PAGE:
Apparently no one was asking him a few weeks ago, but just to fill everyone in, Michael Bisping is pissed off.
If it wasn’t evident on Monday’s media conference call for UFC 159, there was Thursday’s reminder and mild threat of a near scuffle during a face-off following a media day for the pay-per-view Bisping and Alan Belcher serve as the co-main event of. The sometimes-brash Brit is a little peeved at Belcher and plans to take it out on him Saturday at Prudential Center in Newark, N.J.
Bisping (23-5 MMA, 13-5 UFC) also doesn’t believe Belcher (18-7 MMA, 9-5 UFC) is on his level. But let’s get through the anger issues first.
Bisping is riled up over a video Belcher put online that shows “The Count” suffering the first knockout loss of his career, a vicious pair of punches from Dan Henderson at UFC 100, with a superimposed Belcher pointing at him and laughing.
“I’m really annoyed with him for doing that,” Bisping on Thursday told MMAjunkie.com (www.mmajunkie.com). “And guess what? I get to step inside a cage on Saturday night and fight him. Because what I’d like to do is beat him up for that. But I can’t do that, because it’s the year 2013 and you get arrested. That’s not the way you behave. I get paid a s—load of money to do just that. So I’m a happy man. He’s made my job so much more enjoyable and given me more motivation to do that. Ordinarily, maybe in the ’60s you could go around and ‘chin’ someone now and again. Now it’s frowned upon, and Saturday night I get paid to do that.”
It’s not the first time Bisping has been riled up for a fight. And that may be all the better for him. He fights better, he said, when he’s angry.
With two losses in his past three bouts, a win becomes of the utmost importance if Bisping hopes to crawl his way back into title contention.
“(I fight) way better – I’m a different animal,” he said. “Me pissed off is a way better fighter. Some people are, and some people lose focus. I’m way better like that.”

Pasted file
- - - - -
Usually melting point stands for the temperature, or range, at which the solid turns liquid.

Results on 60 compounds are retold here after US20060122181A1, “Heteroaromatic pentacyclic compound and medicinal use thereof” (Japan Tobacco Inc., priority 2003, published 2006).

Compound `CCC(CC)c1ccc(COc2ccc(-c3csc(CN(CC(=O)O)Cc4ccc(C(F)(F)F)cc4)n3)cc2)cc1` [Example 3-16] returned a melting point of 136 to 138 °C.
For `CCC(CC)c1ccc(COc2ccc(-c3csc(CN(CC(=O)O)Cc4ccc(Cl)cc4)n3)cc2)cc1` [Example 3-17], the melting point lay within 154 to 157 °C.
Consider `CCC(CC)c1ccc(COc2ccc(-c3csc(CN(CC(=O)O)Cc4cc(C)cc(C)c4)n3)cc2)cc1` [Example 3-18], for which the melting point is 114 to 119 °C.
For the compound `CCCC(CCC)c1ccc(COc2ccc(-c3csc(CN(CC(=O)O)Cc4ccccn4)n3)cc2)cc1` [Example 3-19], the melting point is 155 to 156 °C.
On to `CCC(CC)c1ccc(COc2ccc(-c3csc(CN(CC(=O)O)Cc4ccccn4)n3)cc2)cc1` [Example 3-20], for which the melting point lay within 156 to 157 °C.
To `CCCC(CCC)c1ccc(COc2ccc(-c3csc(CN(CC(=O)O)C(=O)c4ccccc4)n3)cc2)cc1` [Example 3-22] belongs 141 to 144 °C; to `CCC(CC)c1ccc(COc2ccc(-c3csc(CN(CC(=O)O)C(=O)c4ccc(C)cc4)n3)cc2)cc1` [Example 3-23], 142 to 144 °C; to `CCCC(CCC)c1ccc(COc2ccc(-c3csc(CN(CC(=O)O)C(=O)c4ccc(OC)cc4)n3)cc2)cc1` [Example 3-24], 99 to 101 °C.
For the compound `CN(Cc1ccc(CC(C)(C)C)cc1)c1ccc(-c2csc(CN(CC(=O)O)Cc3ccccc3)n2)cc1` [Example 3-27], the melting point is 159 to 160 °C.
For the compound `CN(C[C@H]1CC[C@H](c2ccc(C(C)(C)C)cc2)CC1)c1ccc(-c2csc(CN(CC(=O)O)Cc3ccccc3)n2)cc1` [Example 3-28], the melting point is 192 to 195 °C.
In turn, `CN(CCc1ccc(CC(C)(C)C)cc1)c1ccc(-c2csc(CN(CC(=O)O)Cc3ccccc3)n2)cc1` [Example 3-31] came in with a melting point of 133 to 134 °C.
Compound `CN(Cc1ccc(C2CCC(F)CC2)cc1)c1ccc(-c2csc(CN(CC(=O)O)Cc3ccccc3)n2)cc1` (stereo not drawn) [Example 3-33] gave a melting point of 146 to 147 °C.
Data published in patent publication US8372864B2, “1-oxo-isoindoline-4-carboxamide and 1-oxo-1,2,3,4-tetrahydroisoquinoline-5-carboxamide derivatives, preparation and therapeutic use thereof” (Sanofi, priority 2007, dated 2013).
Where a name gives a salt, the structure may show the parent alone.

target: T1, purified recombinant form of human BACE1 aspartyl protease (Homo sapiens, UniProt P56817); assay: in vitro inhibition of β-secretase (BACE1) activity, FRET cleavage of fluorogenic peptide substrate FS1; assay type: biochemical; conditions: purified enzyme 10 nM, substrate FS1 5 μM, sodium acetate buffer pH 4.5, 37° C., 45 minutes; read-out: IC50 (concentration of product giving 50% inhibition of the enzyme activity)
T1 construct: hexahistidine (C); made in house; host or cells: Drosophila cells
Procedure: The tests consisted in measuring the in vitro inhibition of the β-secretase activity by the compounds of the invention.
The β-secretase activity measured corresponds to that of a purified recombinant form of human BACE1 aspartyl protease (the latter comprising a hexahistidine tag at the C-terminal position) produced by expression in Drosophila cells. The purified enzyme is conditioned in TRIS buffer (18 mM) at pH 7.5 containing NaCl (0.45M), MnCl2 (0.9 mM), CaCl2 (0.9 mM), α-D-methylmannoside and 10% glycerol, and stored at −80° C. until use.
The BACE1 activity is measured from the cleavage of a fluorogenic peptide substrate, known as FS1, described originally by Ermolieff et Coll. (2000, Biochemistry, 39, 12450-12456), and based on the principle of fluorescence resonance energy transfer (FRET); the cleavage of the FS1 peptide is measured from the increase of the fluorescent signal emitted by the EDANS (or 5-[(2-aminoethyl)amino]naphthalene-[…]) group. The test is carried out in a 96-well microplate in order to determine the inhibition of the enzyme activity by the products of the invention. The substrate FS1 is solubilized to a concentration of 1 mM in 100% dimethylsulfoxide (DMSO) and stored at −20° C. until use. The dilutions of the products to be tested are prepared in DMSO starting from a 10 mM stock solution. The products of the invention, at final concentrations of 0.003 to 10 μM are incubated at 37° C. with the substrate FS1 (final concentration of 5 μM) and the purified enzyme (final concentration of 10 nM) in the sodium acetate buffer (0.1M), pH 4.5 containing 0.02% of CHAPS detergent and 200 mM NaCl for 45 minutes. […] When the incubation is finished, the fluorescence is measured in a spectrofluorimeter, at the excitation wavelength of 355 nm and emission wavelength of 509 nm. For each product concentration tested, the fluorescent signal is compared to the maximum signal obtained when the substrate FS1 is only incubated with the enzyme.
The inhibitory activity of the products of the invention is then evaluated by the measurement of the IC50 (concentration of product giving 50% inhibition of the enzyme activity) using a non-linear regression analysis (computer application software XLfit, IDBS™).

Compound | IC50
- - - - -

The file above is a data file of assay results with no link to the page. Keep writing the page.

But with a lot of focus on UFC 159's main event between Jon Jones and Chael Sonnen, some people may have inadvertently forgotten about Bisping-Belcher until Bisping jacked up the volume on this whole anger thing.
But really, Bisping wouldn’t blame you if you had forgotten about the fight.
“Nobody’s been asking because nobody’s interested in Alan Belcher,” he said. “So that’s the reason I haven’t talked so much. But now we’re here and there’s an opportunity to talk, and I’m certainly not shy about talking. But my phone wasn’t going every day because I was fighting some retard from Mississippi.”
A little crude and a little harsh? Perhaps.
But Bisping simply isn’t on board with Belcher being in the same league as he is – tough he did acknowledge his opponent brings some wagons to the table.
“I know I’m going to win. It’s as simple as that,” Bisping said. “This is very different from fighting Rashad Evans or Vitor Belfort or something like that. Alan Belcher, OK? A bit different, guys.
“He’s a good fighter. He is. He does all the necessary things you’ve got to do to be successful in the UFC. He’s been in the UFC almost as long as I have. Of course I’ve prepared accordingly. But he’s been fighting a very different level of competition.”
Belcher this past December had a four-fight win streak snapped when he lost a decision to Yushin Okami for the second time in his career. But before that, he had stoppage wins over Rousimar Palhares, Jason MacDonald, Patrick Cote and Wilson Gouveia.
To borrow from the infamous Georges St-Pierre-to-Matt Hughes line, Bisping sees Belcher’s performances, and he isn’t impressed.
“The best thing was not getting submitted by Rousimar Palhares,” Bisping said. “Other than that, his best win would probably be Patrick Cote. No offense to Patrick Cote, but he’s not exactly one of the best. I’d say that’s the best win of his career.”
Bisping is a slight favorite in the fight, but where he believes he has a big advantage is when it comes to the prefight war of words.
Words won’t matter on Saturday, of course. But for now, Bisping is taking a good amount of joy in what he believes is a win in the mental game before the fight starts.
“I’ve definitely gotten into his head,” he said. “It’s easy to trash talk like this, but when we were on the conference call to each other, he didn’t say two words. He was like a little schoolboy. I’ve been there – I’ve been him. I’ve been the guy fighting the established guy who’s always in the main event.
“You get caught up in that moment a little bit, and we’ll see if he rises to the challenge. I don’t think he will.”
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